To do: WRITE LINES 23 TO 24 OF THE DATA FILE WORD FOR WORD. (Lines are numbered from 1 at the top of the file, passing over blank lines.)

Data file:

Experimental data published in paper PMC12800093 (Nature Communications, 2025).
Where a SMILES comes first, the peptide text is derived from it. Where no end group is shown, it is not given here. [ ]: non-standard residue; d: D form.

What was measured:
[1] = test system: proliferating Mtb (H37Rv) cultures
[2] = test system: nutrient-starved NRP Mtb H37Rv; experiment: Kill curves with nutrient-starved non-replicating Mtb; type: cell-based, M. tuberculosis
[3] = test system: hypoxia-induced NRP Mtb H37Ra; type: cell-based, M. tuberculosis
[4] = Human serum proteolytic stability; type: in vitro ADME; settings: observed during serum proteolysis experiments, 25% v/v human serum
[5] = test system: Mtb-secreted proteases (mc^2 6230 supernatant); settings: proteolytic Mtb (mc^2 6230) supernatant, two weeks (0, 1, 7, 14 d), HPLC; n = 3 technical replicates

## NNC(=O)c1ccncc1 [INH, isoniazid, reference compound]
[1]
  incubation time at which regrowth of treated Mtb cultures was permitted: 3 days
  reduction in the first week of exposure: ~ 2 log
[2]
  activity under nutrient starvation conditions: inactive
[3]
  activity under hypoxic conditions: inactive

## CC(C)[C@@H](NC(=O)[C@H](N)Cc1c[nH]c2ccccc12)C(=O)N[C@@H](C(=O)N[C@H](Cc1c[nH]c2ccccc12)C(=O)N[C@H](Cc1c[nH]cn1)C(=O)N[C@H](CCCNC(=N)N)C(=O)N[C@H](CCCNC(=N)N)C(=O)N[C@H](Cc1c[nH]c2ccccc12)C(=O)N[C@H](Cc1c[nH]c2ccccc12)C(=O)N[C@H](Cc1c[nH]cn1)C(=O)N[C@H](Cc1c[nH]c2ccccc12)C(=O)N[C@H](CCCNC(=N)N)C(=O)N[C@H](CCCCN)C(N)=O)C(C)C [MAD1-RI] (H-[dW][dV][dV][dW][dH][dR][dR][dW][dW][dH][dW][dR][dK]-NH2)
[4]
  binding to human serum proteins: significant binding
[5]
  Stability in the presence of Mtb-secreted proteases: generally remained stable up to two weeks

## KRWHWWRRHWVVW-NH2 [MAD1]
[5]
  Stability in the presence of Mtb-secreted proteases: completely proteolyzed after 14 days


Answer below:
[5]
  Stability in the presence of Mtb-secreted proteases: completely proteolyzed after 14 days